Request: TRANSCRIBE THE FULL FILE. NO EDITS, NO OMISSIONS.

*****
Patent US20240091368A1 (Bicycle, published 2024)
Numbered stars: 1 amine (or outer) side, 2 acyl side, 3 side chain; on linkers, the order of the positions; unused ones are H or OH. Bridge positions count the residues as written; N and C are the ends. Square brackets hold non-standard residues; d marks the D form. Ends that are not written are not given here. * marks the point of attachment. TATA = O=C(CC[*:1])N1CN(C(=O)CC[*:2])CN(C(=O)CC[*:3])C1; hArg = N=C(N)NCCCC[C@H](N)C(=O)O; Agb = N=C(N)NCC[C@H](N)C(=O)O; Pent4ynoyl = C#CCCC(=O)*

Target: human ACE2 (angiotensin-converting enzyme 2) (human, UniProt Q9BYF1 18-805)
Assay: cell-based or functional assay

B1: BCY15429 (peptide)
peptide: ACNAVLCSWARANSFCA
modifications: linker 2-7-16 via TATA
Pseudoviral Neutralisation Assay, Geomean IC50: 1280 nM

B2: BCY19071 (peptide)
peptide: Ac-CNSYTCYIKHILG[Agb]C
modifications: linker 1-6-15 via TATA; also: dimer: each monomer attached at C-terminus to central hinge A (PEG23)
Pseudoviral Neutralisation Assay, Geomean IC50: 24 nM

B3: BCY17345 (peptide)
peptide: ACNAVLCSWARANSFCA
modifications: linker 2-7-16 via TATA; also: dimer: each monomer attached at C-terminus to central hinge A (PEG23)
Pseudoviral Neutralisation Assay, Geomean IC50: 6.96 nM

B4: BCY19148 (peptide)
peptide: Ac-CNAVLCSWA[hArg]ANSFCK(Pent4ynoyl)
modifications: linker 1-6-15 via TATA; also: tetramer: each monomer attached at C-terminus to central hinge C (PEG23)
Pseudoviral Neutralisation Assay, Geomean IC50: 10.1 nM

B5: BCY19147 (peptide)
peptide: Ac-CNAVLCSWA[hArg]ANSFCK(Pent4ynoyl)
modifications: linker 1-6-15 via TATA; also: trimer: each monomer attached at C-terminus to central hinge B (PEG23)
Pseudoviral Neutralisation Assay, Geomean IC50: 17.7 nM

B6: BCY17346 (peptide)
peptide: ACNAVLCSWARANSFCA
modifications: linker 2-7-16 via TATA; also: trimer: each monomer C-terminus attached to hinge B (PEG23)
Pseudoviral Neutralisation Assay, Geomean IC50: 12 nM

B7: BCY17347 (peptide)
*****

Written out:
Patent US20240091368A1 (Bicycle, published 2024)
Numbered stars: 1 amine (or outer) side, 2 acyl side, 3 side chain; on linkers, the order of the positions; unused ones are H or OH. Bridge positions count the residues as written; N and C are the ends. Square brackets hold non-standard residues; d marks the D form. Ends that are not written are not given here. * marks the point of attachment. TATA = O=C(CC[*:1])N1CN(C(=O)CC[*:2])CN(C(=O)CC[*:3])C1; hArg = N=C(N)NCCCC[C@H](N)C(=O)O; Agb = N=C(N)NCC[C@H](N)C(=O)O; Pent4ynoyl = C#CCCC(=O)*

Target: human ACE2 (angiotensin-converting enzyme 2) (human, UniProt Q9BYF1 18-805)
Assay: cell-based or functional assay

B1: BCY15429 (peptide)
peptide: ACNAVLCSWARANSFCA
modifications: linker 2-7-16 via TATA
Pseudoviral Neutralisation Assay, Geomean IC50: 1280 nM

B2: BCY19071 (peptide)
peptide: Ac-CNSYTCYIKHILG[Agb]C
modifications: linker 1-6-15 via TATA; also: dimer: each monomer attached at C-terminus to central hinge A (PEG23)
Pseudoviral Neutralisation Assay, Geomean IC50: 24 nM

B3: BCY17345 (peptide)
peptide: ACNAVLCSWARANSFCA
modifications: linker 2-7-16 via TATA; also: dimer: each monomer attached at C-terminus to central hinge A (PEG23)
Pseudoviral Neutralisation Assay, Geomean IC50: 6.96 nM

B4: BCY19148 (peptide)
peptide: Ac-CNAVLCSWA[hArg]ANSFCK(Pent4ynoyl)
modifications: linker 1-6-15 via TATA; also: tetramer: each monomer attached at C-terminus to central hinge C (PEG23)
Pseudoviral Neutralisation Assay, Geomean IC50: 10.1 nM

B5: BCY19147 (peptide)
peptide: Ac-CNAVLCSWA[hArg]ANSFCK(Pent4ynoyl)
modifications: linker 1-6-15 via TATA; also: trimer: each monomer attached at C-terminus to central hinge B (PEG23)
Pseudoviral Neutralisation Assay, Geomean IC50: 17.7 nM

B6: BCY17346 (peptide)
peptide: ACNAVLCSWARANSFCA
modifications: linker 2-7-16 via TATA; also: trimer: each monomer C-terminus attached to hinge B (PEG23)
Pseudoviral Neutralisation Assay, Geomean IC50: 12 nM

B7: BCY17347 (peptide)